Fiduciaries and fiduciary law in Singapore

Fiduciary is an individual who has been appointed by another (the “Beneficiary”) to act for or on behalf of the Beneficiary in certain matters or circumstances which establishes a relationship of utmost trust and confidence.

 

Are You a fiduciary?

Established categories of fiduciary relationships include:

–        Trustees (of a beneficiary);

–        Directors (of a company);

–        Agents (of a principal);

–        Lawyers (to the client); and

–        Partners (to each other).

The aforementioned categories are not exhaustive. The Courts may find that a fiduciary relationship exists when:

–        the Fiduciary possesses the power or discretion to act unilaterally for the Beneficiary;

–        such unilateral power or discretion affects the Beneficiary’s legal or practical interests; and

–        the Beneficiary is particularly vulnerable or dependent upon the Fiduciary.

 

What is the basis for the Courts to establish a fiduciary relationship?

Singapore is part of the common law legal tradition. The decisions of precedent cases in the superior courts are binding on the lower courts. Furthermore, decisions in other Commonwealth jurisdictions, such as the UK, Malaysia and Australia can be persuasive decisions in the Singapore courts. When a fiduciary relationship is established in one of these cases, future cases are bound to follow what has been established before.

Statutes that are passed by Parliament may also impose certain statutory duties akin to fiduciary duties between parties. For example, the Companies Act specifies that company directors are bound by certain statutory director’s duties, on top of their duties as fiduciaries under common law.

 

What are the Duties of a Fiduciary

Fiduciaries are bound by certain duties in the course of their relationship with the beneficiary.

The first duty is the duty to avoid a conflict of interest and duty, otherwise known as the “no conflict” rule. For instance, a company director should not put himself in a position where his personal interest will conflict with that of the company’s. In that regard, when the company plans to enter into a contractual relationship with another entity that the director has an interest in, the director may be required to step away from the decision-making process and abstain from any votes in relation to the matter.

The second duty is the duty to avoid unauthorised profits, otherwise known as the “no profit” rule. For instance, a director of a company may be in breach of his duty if he usurps a business opportunity belonging to the company for himself. It should be noted that it is irrelevant that the director may have acted honestly, if the company had suffered no loss or if the company itself could not have obtained the profits (per Lord Russell, Regal Ltd v Gulliver [1967] 2 AC 134 at 145).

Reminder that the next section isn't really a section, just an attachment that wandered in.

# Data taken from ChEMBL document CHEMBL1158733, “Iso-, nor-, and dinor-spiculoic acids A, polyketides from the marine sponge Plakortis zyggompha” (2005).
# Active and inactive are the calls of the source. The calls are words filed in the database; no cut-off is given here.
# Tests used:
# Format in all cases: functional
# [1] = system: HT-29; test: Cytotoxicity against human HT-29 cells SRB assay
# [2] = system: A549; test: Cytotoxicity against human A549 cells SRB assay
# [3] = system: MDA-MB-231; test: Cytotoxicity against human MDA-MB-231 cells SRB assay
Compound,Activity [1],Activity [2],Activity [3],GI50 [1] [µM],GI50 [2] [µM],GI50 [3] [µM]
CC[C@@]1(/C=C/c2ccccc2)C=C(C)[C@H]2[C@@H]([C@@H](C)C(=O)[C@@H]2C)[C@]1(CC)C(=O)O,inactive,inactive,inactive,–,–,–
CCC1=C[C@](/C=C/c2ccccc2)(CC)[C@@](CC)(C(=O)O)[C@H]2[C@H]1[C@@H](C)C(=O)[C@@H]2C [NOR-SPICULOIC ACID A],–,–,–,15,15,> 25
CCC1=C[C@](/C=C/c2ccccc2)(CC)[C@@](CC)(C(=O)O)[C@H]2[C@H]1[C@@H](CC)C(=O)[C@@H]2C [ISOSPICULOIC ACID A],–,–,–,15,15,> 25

In certain circumstances, it is possible for the beneficiary to waive the duty owed by the fiduciary. In the case of a company-directory relationship, the company could also ratify certain actions of the director that would otherwise be a breach of a fiduciary duty.

 

Remedies for a breach of fiduciary duty

A common remedy for a breach of fiduciary duties is damages. However, there are other remedies available that a beneficiary can seek in court. Such remedies are not mutually exclusive and could include:

–        The rescission of a contract which involves a breach of fiduciary duty;

–        Equitable compensation from the fiduciary to compensate for the beneficiary’s losses;

–        For the fiduciary to account to the beneficiary for secret or unauthorised profits resulting from a breach;

–        Injunctions to stop the fiduciary from committing a breach or from undertaking a particular action to remedy a breach; and

–        Proprietary remedies, such as the transfer of property from a fiduciary to a beneficiary.

The beneficiary may seek from the court any of the aforementioned remedies that would be most favourable to remedy the breach.

 

How can we Help?

At I.R.B. Law LLP we understand that being a fiduciary is an onerous position and one that should not be taken lightly. If you find yourself in such a position and require assistance or clarification do not hesitate to reach out to our experienced lawyers. We will be able to advise you and ensure that you do not end up in a situation where you may be liable for any damages.

Should you need to reach us, do not hesitate to contact us at +65 6589 8913 or drop us an email at [email protected] today.